Costumed East Bay adults line up for competitive playground game
on October 31, 2011
Little Red Riding Hood, a panda, and a 16th century Samurai warrior were no match for the doctor. The doctor, wearing a spotless white lab coat and head mirror (made out of foil), held court in the lead square and handily turned competitors away one after another. Nearby, a line of combatants—a clumsy robot, a toilet-paper-wrapped mummy, a pair of whiskered cats, a faux-stubbled pirate, and two bumblebees—waited to enter the doctor’s domain. Each proved to be no match. His reign lasted a solid 15 rounds.
“You need to spend time to be good,” the doctor said catching his breath. “I go home and practice. I have a ball and I bounce it against a wall for hours.”
He’s not talking about a medicine ball or practicing medicine. He’s talking about the venerable, elementary, throwback game of foursquare.
On Thursday night, a cast of about 40 characters gathered under the lights of the Rockridge BART parking lot for the annual pre-Halloween version of FourSquare East Bay, dubbed “Costume Square.” The character’s alter egos, twenty- and thirty-somethings from around the Bay Area, regularly enter the same hand-drawn chalked squares every Thursday from 10pm to midnight, battling for the coveted top spot—A-square.
The premise is simple enough for little kids. One large square is divided into four—A, B, C, D—one person, animal, or mythical creature per square. Players start at D-square and fight their way to A. The players bounce a rubber ball between the squares. It can bounce once in your square, but no more than that. If it hits the ground twice in your square, game over, go to the back of the line. Players shift to fill the empty square and a new player enters D-square. And repeat. For hours.
For the early part of the night, the prized A-square belonged to the doctor—who spends most of his days not as a doctor, but as Eric Sundstrom, 26, of Berkeley. Sundstrom claimed that his lack of a mask set him apart from his costumed competition. “Anyone with a mask is at a big disadvantage,” he said. “If you lose periphery, you’re done. Like in life.”
In foursquare, all stays in A-square are temporary, and the doctor was eventually ousted by a more nimble bumblebee. “I’ve been gravitating toward the B-square,” said the bee, who normally does his foursquaring as Thomas Ardnt, of Oakland. “But I’ve also been getting to the center of the hive again and again, rejoicing in the sweet honey that is A-square.”
The weekly game was started three years ago by a group of friends looking for a fun, laid-back, nighttime activity. One of them, Sam Wong— on Thursday night one of two samurai warriors in attendance, the one more obviously armored in pizza boxes—got the idea for the event when he attended a foursquare/DJ-battle while in college. As a kid, Wong was “more of a wall-ball guy.” But after seeing “foursquare in adult bodies,” he thought, “this is amazing!”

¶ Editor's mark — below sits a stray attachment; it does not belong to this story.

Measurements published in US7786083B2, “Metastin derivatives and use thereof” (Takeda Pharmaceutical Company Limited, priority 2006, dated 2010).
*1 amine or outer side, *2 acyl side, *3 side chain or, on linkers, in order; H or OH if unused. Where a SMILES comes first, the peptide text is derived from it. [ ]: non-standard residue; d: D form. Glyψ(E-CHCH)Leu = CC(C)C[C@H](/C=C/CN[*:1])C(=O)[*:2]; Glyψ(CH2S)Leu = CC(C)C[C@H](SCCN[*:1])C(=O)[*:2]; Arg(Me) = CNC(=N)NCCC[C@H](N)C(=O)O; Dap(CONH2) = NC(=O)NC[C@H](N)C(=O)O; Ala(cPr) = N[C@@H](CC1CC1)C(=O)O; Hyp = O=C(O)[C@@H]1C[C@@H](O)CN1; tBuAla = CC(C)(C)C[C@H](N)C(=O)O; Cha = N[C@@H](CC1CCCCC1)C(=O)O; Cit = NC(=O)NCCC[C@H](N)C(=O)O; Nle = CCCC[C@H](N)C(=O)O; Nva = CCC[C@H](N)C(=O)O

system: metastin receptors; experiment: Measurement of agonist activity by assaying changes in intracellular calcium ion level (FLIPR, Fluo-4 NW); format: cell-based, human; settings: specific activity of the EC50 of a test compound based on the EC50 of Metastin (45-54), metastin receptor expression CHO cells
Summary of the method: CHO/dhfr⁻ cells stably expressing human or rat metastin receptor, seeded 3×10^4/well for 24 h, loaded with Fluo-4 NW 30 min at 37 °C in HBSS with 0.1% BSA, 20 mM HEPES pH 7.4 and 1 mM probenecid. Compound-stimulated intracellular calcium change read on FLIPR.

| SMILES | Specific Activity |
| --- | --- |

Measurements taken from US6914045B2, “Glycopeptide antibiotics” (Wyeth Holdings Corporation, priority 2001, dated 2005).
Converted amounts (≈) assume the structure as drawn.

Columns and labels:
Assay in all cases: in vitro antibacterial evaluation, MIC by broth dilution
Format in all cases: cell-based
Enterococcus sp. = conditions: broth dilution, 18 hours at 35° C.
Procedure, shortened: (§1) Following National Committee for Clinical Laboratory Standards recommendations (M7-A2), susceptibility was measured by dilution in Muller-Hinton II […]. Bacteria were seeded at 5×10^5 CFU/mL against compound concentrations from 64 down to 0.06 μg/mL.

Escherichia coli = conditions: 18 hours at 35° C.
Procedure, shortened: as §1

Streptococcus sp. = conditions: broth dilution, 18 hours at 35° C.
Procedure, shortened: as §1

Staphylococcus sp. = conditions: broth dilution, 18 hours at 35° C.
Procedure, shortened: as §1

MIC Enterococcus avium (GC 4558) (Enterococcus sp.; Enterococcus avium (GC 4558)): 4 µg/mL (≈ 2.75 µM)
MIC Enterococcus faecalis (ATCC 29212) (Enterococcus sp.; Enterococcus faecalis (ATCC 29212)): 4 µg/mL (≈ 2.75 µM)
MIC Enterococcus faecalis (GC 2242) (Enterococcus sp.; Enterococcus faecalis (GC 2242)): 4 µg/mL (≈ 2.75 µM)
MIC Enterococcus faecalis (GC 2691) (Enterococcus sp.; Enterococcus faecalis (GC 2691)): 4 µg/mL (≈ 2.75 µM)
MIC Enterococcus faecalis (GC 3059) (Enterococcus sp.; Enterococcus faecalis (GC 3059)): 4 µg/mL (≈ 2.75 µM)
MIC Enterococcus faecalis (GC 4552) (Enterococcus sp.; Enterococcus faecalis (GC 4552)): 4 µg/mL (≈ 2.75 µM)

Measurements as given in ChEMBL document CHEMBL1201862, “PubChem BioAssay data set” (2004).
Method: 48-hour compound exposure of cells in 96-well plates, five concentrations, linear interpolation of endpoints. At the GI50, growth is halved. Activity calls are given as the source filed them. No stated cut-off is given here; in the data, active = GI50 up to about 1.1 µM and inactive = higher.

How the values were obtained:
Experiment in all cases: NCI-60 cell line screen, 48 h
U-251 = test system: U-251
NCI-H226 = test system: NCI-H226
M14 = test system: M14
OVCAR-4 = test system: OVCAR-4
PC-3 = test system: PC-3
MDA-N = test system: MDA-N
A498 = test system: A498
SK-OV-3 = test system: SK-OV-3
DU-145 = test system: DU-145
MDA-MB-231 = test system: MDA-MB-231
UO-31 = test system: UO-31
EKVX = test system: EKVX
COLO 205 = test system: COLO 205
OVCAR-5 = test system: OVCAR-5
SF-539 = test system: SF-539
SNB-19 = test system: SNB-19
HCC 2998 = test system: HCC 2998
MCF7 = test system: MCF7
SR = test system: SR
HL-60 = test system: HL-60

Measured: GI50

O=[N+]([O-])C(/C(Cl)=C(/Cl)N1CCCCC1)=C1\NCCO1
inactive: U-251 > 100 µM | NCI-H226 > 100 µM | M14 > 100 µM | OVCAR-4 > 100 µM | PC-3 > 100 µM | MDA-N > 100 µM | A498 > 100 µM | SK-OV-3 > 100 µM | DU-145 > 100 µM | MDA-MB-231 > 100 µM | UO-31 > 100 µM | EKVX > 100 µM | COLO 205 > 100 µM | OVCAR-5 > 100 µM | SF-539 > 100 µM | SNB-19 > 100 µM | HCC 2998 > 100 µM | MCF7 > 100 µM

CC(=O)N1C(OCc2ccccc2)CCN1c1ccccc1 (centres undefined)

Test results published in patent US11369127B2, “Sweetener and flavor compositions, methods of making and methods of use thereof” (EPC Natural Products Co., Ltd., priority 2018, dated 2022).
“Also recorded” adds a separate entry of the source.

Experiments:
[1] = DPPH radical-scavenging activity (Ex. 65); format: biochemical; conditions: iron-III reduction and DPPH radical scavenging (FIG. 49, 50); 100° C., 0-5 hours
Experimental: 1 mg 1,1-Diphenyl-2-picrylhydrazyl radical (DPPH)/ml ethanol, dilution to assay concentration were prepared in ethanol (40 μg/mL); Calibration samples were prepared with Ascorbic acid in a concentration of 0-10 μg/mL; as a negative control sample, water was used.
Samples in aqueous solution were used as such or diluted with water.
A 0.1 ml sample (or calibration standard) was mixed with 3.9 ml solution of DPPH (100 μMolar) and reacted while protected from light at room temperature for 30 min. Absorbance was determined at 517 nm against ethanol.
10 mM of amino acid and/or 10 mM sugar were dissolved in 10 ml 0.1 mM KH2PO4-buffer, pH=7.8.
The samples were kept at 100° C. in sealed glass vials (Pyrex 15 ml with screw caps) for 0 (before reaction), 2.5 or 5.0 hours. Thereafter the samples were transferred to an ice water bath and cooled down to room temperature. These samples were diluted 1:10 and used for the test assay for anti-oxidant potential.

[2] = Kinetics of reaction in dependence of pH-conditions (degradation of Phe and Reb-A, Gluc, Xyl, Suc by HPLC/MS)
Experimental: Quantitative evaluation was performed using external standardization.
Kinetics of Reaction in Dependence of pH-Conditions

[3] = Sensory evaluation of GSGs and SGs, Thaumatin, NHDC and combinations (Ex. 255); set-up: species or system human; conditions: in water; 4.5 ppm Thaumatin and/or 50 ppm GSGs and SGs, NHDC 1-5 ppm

On Thursday night, loud music blared out of a single speaker and spectators ate pizza, Oreos, and beer while waiting their turn in the square. By 11:15 pm, a second set of squares had opened up to accommodate the growing crowd of costumed characters.
Around 11:30 pm, one man dressed as a BART police officer drove by in an exact replica of a BART police car. “Hide your beers. Police!” cardboard samurai Wong said between bites of pizza. The car circled the squares and left the parking lot.
Satisfied the BART officer wasn’t interested in foursquare tonight, samurai Wong finished his slice of pizza, set his half-empty beer can on the ground and made his way to the back of the line—behind a mummy, a rockclimber, and a panda bear—just as a pirate expertly skipped the ball past an outstretched cat, securing his spot in the top square.
The Other Samurai Warrior
Alias: Robert Wong
Age: “Way too old to be doing this” (39)
Costume: Intricate 16th century replica samurai costume, complete with helmet and facemask. Wong spent “hundreds of hours” making it by hand.
Dis/Advantages: “I made it to be flexible,” but “it’s a little hard to bend over in certain ways.”
Alias: Rasim Dzhabbarov
Costume: Full body robot suit made out of ice cream cone boxes. Small pink spoons as “hands,” small rectangular window for vision. “I was at work and there were boxes. And it was free,” said a muffled voice from inside the cardboard helmet.
Dis/Advantages: “It is really hard to move. I have no peripheral vision at all.”
Signature move: “The robot”—dance move that culminates with swinging a limb at the ball, successful about half the time. The robot was relegated to D-square much of the night, despite most competitors “being nice, and not going for too many kill shots.”
Alias: Chris Chun
Costume: White and black fuzzy panda hat with ears flaps. “I wear it normally, even when it’s not a costume.”
Description: “Clumsy, ferocious, and I guess, strong.”
Little Red Riding Hood
Costume: Short red peacoat, with hood (presumably for riding).
Dis/Advantages: “My costume is perfect, because there are no heavy tails or extra body parts getting in the way. I might start wearing it all the time.”
Text by Adam Grossberg, Video by Amna Hassan.
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